We can see the database consists of a Primary filegroup only. Let's create a secondary filegroup and add a secondary data file into this.

USE [Master]
GO

ALTER DATABASE [AdventureWorks2016CTP3] ADD FILEGROUP [SECONDARY]
GO

ALTER DATABASE [AdventureWorks2016CTP3]
ADD FILE 
( 
 NAME = N'AdventureWorks2016CTP3_Demo', 
 FILENAME = N'C:\mssqltips\AdventureWorks2016CTP3_Demo.ndf' , 
  SIZE = 5MB,  
    MAXSIZE = 100MB,  
    FILEGROWTH = 5MB
) 
TO FILEGROUP [SECONDARY]
GO

Now verify the database properties for the secondary filegroup.

SQL Server Database Properties Secondary Filegroup

If we look at the database properties for filegroups, we can also see that the default filegroup is set to the PRIMARY.

SQL Server Database Properties Secondary Filegroup

Using SELECT INTO for SQL Server 2016 and earlier

Syntax for SELECT...INTO for SQL Server 2016 and earlier is shown below:

SELECT column1, column2, column3, ...
INTO newtable 
FROM oldtable
WHERE condition; 

Now if we use SELECT...INTO the new table will be created in the default filegroup, which is the PRIMARY.

 
SELECT * 
INTO [AdventureWorks2016CTP3].[Production].[Product_Demo]
FROM [AdventureWorks2016CTP3].[Production].[Product]

We can see below that the new table is created in the default filegroup PRIMARY.

SQL Server Table Properties

Using SELECT INTO for SQL Server 2017

In SQL Server 2017 we can specify the filegroup for the SELECT INTO statement.

This is the new syntax with the new ON FILEGROUP option.

 
SELECT column1, column2, column3, ...
INTO newtable ON FILEGROUP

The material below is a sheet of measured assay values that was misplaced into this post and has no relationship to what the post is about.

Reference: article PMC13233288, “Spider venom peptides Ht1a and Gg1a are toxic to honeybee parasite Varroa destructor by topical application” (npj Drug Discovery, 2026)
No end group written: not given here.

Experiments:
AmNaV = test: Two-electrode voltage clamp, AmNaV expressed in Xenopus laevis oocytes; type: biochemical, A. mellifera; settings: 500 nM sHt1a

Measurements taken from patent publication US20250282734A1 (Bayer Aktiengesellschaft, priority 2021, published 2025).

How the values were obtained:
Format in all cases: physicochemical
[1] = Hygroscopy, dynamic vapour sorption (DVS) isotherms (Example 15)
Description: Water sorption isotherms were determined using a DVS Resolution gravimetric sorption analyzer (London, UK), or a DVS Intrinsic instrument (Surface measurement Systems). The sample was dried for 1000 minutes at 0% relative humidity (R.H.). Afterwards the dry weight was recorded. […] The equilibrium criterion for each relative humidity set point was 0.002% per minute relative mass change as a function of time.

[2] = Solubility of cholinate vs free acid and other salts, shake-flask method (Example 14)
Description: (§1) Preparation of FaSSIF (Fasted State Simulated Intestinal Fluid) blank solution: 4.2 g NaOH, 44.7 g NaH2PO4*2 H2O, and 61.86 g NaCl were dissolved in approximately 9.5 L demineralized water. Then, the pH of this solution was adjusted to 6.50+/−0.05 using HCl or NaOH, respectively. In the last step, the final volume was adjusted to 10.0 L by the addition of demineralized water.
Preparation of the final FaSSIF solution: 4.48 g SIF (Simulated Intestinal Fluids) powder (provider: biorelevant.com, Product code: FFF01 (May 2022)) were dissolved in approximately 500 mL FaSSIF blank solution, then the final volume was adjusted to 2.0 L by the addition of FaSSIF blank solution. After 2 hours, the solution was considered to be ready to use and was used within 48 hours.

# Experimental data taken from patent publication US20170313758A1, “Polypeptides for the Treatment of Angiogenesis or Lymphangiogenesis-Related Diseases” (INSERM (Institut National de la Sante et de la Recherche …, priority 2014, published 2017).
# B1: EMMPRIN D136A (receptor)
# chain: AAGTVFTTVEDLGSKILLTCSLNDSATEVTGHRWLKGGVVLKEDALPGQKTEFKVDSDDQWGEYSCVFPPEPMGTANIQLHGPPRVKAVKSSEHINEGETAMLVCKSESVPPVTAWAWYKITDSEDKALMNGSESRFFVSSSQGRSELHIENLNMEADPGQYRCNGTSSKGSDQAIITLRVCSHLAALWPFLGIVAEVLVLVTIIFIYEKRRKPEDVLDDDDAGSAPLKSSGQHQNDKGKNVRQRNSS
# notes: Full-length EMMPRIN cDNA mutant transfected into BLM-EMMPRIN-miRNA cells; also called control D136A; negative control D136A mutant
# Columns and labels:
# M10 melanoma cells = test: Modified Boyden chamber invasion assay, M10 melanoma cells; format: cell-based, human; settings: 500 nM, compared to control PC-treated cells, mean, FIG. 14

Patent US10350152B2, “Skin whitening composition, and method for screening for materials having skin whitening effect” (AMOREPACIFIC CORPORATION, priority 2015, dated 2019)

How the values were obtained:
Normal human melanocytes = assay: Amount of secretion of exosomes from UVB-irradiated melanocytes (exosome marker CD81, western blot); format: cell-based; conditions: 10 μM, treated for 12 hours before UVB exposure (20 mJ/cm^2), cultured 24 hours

FROM oldtable 
WHERE condition; 

Here is the command.

 
SELECT * 
INTO [AdventureWorks2016CTP3].[Production].[Product_Demo_Filegroup] ON [SECONDARY]
FROM [AdventureWorks2016CTP3].[Production].[Product]

We can see this was put in the SECODNARY filegroup if we view the new table properties.

SQL Server Table Properties FileGroup

We can also verify using SSMS by right clicking on the table name and selecting Properties > Storage.

SQL Server Table Properties FileGroup using SSMS

If we script out the table using the Script table feature, we can see that it also specifies the right filegroup for the table.

SQL Server Table Properties FileGroup

Here is the generated script.

USE [AdventureWorks2016CTP3]
GO

/****** Object:  Table [Production].[Product_Demo_Filegroup] Script Date: 26/08/2017 21:32:23 ******/
SET ANSI_NULLS ON
GO

SET QUOTED_IDENTIFIER ON
GO

CREATE TABLE [Production].[Product_Demo_Filegroup](
 [ProductID] [int] IDENTITY(1,1) NOT NULL,
 [Name] [dbo].[Name] NOT NULL,
 [ProductNumber] [nvarchar](25) NOT NULL,
 [MakeFlag] [dbo].[Flag] NOT NULL,
 [FinishedGoodsFlag] [dbo].[Flag] NOT NULL,
 [Color] [nvarchar](15) NULL,
 [SafetyStockLevel] [smallint] NOT NULL,
 [ReorderPoint] [smallint] NOT NULL,
 [StandardCost] [money] NOT NULL,